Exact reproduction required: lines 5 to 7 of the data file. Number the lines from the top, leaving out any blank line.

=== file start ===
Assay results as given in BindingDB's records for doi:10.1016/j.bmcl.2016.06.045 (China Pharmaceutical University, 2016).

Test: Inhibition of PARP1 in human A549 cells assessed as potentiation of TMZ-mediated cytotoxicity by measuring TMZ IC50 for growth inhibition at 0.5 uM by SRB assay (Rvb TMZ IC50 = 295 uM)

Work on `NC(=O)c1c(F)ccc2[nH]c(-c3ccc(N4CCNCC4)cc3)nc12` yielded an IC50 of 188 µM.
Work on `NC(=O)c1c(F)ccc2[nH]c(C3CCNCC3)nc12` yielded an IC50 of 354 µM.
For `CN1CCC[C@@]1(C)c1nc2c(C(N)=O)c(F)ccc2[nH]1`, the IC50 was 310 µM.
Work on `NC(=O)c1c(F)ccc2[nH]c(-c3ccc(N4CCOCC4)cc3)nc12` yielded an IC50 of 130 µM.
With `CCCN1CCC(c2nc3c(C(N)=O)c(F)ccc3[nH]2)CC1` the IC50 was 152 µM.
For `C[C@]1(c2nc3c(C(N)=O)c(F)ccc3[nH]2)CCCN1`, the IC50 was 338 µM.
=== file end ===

For `CN1CCC[C@@]1(C)c1nc2c(C(N)=O)c(F)ccc2[nH]1`, the IC50 was 310 µM.
Work on `NC(=O)c1c(F)ccc2[nH]c(-c3ccc(N4CCOCC4)cc3)nc12` yielded an IC50 of 130 µM.
With `CCCN1CCC(c2nc3c(C(N)=O)c(F)ccc3[nH]2)CC1` the IC50 was 152 µM.